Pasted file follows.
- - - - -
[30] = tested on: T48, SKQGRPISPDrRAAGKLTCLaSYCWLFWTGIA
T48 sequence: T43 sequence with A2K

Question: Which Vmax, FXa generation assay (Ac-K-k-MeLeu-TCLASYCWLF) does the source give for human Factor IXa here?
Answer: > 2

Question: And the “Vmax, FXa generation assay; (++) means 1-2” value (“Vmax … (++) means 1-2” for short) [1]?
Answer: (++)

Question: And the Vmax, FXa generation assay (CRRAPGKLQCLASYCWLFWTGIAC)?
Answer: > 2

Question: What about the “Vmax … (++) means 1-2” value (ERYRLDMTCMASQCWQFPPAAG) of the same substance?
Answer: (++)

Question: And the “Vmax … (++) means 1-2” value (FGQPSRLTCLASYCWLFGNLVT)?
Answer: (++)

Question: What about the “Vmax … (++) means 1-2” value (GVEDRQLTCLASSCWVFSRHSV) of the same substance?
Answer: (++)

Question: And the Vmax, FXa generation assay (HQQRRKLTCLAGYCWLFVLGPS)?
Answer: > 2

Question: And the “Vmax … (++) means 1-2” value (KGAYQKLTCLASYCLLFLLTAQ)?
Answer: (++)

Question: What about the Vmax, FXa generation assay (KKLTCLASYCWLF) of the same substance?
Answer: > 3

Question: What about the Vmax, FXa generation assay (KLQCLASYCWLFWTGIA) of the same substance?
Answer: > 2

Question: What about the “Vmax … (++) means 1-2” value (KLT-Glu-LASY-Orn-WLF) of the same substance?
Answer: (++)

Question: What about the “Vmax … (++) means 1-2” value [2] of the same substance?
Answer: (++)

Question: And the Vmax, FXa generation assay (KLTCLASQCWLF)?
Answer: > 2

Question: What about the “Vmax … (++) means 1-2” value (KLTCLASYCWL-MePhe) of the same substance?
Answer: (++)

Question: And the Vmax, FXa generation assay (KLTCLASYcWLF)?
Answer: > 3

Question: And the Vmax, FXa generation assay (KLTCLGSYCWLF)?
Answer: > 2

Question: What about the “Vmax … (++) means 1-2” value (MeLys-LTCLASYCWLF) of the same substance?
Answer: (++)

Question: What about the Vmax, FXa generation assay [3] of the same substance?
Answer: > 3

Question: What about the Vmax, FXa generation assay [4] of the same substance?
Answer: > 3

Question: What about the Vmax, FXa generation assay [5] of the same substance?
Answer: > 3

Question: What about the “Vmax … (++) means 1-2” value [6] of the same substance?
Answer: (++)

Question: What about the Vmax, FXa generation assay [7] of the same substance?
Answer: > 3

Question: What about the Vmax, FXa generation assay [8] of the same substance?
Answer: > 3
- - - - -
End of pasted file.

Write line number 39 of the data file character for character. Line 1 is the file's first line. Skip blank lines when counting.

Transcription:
Question: What about the Vmax, FXa generation assay [4] of the same substance?